Reference data types store the memory reference of other variables. These other variable hold the actual values. Reference type can be classified as:
Object: Object is a built-in reference data type. It is a base class for all predefined and user-defined data types. A class is a logical structure that represents a real world entity. This means that the predefined and user-defined data types are created on the object class.
String: String is a built-in reference type. String type signifies Unicode character string values. Once string are created, they cannot be modified.
Class: A class is user-defined structure that contains variables and methods. For example, the Employee class can be a user-defined structure that can contain variables such as empsalary, empname, and empAddress. In addition, it can contain methods such as CalculateSalary() , which returns the net salary of an employee.
Delegate: A delegate is a user-defined reference type that stores the reference of one or more methods.
Interface: An interface is a type of user-defined class that is used for multiple inheritance.
Array: An array is user-defined data structure that contains values of the same data type, such as marks of students.
Variable Naming Rules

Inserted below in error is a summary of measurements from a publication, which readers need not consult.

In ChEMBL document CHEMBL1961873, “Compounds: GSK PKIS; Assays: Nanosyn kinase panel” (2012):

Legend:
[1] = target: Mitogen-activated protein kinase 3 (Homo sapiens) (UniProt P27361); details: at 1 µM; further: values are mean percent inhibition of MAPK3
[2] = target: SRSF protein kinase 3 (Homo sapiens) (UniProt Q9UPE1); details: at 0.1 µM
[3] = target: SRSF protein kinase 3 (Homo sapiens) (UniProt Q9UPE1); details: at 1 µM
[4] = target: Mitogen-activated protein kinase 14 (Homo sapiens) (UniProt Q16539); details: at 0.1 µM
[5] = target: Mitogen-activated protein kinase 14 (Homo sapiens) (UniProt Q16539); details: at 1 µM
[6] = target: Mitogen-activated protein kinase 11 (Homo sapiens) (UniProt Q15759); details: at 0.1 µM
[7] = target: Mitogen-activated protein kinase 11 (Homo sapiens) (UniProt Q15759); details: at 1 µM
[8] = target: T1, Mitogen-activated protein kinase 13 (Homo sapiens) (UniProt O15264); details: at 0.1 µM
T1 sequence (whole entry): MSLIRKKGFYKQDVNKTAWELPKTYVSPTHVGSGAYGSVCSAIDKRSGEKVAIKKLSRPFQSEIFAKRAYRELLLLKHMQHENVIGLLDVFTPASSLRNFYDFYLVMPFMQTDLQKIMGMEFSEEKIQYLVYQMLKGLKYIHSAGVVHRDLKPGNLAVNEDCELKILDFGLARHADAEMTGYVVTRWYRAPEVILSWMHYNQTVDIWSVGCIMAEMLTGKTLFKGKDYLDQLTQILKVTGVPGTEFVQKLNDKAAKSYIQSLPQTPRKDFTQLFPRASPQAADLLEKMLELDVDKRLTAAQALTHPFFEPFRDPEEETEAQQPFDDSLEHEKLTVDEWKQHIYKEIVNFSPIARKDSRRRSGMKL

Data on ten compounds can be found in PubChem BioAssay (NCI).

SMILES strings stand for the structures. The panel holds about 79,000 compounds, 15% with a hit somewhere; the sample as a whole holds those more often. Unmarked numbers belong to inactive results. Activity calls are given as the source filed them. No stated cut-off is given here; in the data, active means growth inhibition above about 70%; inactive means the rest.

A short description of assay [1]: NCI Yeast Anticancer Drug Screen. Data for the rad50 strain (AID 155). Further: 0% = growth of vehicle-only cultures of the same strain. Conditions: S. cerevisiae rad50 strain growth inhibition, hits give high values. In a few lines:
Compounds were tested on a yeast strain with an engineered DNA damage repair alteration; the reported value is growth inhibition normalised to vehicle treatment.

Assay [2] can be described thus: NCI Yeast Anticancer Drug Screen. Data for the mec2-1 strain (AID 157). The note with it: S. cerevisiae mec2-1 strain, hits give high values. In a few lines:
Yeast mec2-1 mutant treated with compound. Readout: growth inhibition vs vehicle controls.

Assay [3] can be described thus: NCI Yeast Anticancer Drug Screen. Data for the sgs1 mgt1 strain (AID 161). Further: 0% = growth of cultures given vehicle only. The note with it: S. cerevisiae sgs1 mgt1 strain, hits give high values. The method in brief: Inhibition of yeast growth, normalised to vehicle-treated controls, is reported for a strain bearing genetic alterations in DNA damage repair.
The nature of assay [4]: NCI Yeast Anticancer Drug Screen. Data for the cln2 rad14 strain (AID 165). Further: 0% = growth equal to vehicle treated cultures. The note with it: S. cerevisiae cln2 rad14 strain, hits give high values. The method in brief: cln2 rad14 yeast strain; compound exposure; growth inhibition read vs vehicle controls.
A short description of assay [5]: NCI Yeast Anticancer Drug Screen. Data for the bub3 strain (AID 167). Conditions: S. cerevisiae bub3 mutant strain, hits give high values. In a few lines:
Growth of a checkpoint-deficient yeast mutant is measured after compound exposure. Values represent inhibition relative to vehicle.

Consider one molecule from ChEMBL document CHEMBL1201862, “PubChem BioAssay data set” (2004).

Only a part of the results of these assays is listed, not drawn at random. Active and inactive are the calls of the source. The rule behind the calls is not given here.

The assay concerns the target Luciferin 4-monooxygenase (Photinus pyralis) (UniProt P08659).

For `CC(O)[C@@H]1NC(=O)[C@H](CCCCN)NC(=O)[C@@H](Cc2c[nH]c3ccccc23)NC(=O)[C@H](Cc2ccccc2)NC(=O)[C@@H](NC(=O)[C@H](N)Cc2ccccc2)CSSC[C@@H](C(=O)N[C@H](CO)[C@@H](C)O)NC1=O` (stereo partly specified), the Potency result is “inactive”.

A variable needs to be declared before it can be referenced. You need to follow certain rules while declaring a variable:
- A variable name can begin with an upper case or a lower case letter. The name can contain letters, digits and the underscore character(_).
- The first character of the variable name must be a letter and not a digit. The underscore is also a legal first character, but it is not recommended at the beginning of a name.
- C# is a case-sensitive language; hence variable names count and count refer to two different variables.
- C# keywords cannot be used as variable names. If you still need to use a c# keyword prefix it with the ‘@’ symbol.
Note: Microsoft recommends camelcase notation for c# variable names. You should not use underscores and must ensure that the first letter of the identifier is in lowercase. In addition, you must capitalize the first letter of each subsequent word of the identifier. For example, consider the following variable declarations:
Int totMonths = 12;
String empName = “John Ferb”;
Bool statusInfo = true;
Create and use variables
A variable’s type and identifier (name ) need to be mentioned when you declare a variable. This tells the compiler the name of the variable and the variable and the type of data the variable will store. If you attempt to use an undeclared variable, the compiler will generate and error message. The table given below displays a list of valid and invalid variable names in c#.
Invalid as it is a keyword
Invalid as a variable cannot start with a digit
Invalid as a variable cannot have the special character &
Note: When you declare a variable, the computer allocates memory for it. Hence, to avoid wasting computer memory, it is recommended to declare variables only when required.